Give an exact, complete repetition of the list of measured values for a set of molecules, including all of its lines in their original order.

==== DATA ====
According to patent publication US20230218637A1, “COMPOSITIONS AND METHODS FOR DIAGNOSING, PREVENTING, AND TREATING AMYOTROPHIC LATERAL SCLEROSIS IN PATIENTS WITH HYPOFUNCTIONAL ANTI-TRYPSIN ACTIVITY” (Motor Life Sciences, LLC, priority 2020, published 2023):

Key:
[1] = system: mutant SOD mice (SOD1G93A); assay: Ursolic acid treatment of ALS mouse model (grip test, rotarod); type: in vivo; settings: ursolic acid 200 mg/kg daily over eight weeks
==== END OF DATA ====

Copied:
According to patent publication US20230218637A1, “COMPOSITIONS AND METHODS FOR DIAGNOSING, PREVENTING, AND TREATING AMYOTROPHIC LATERAL SCLEROSIS IN PATIENTS WITH HYPOFUNCTIONAL ANTI-TRYPSIN ACTIVITY” (Motor Life Sciences, LLC, priority 2020, published 2023):

Key:
[1] = system: mutant SOD mice (SOD1G93A); assay: Ursolic acid treatment of ALS mouse model (grip test, rotarod); type: in vivo; settings: ursolic acid 200 mg/kg daily over eight weeks